Surface charge-dependent hydrodynamic properties of an electroosmotic slip flow
M Rezaei and AR Azimian and AR Pishevar, PHYSICAL CHEMISTRY CHEMICAL PHYSICS, 20, 30365-30375 (2018).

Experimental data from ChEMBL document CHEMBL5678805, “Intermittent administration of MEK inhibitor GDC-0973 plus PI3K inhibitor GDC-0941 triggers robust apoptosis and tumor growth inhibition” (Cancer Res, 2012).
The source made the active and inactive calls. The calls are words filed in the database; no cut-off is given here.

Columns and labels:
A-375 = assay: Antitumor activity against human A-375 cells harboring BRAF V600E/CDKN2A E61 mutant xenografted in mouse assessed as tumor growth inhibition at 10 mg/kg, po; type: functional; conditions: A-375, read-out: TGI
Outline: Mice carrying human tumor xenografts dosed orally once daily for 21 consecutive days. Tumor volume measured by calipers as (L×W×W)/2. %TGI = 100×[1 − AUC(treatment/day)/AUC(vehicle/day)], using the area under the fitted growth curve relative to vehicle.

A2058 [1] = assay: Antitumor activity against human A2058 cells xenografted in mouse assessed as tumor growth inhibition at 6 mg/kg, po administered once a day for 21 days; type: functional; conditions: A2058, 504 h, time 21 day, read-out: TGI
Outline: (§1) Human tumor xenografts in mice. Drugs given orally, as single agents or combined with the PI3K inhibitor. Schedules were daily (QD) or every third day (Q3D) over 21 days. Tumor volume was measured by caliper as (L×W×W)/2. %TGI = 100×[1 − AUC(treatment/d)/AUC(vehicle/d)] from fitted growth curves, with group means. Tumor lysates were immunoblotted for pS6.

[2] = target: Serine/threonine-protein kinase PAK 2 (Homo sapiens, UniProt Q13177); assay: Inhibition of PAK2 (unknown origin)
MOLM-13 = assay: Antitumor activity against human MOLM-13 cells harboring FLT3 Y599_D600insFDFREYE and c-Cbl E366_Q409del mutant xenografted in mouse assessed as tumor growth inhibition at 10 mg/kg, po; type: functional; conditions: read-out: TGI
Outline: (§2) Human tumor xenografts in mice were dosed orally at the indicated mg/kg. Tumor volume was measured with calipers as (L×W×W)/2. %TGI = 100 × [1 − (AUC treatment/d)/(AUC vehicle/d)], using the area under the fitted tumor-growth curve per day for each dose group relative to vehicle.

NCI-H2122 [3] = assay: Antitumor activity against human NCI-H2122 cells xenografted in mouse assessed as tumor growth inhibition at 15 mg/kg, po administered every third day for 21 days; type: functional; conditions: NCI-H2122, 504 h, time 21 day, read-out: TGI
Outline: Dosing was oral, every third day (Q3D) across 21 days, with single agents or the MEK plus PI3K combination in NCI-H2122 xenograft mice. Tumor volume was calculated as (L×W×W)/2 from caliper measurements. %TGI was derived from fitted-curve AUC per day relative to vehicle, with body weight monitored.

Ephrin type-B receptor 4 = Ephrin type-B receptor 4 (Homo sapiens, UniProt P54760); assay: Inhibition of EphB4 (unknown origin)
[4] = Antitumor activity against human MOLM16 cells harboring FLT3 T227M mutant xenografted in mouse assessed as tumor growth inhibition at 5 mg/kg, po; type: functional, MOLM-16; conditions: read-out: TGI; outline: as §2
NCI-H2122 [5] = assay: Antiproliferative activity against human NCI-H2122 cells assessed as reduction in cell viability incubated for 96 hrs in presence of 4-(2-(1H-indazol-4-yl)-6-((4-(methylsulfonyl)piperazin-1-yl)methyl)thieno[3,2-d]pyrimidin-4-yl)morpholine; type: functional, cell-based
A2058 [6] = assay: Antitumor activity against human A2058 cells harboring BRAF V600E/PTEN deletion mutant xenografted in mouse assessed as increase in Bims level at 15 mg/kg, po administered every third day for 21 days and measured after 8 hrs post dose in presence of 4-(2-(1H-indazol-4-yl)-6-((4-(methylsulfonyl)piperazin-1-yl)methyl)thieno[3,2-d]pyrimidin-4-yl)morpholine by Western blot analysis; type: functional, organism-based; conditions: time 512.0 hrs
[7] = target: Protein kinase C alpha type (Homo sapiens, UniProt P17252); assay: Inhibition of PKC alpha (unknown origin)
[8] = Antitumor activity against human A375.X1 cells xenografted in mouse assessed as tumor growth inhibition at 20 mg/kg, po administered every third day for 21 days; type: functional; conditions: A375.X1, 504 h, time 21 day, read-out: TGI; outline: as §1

The electroosmosis effects at the interface of an aqueous NaCl solution and a charged silicon surface are studied using a molecular dynamics (MD) method. Considering a plug-like electroosmotic flow, we identified a thin interfacial layer in the immediate vicinity of the charged surface, where the flow velocity experiences almost linear spatial variations. The thickness of this interfacial layer is found to be linearly dependent on the surface charge density, with a negative slope which slightly depends on the surface hydrophobicity while being independent of the salt concentration, electric field strength, and orientation of the surface lattice. It is also found that upon increasing the surface charge density, the effective slip length first increases up to a maximum amount and then follows an almost linear reduction. We found that increasing the salt concentration drastically reduces the surface charge at which the effective slip length reaches its maximum amount. For highly concentrated solutions, therefore, the effective slip length could be assumed to change linearly in the whole range of the surface charge density, with a slope which is proportional to the square root of the electric field strength divided by the depth of the potential well assigned to the surface atoms epsilon(wall). Also, in a wide range of the surface charge density, the slip velocity is found to be a constant fraction of the electroosmotic velocity, which could be measured experimentally. Finally, by comparing the electroosmotic velocities calculated from the Stokes equation (considering both the slip and no-slip boundary conditions) with our MD results, we found that the no-slip boundary condition, which is normally used in analytical calculations, leads to a very inaccurate result for the studied system.
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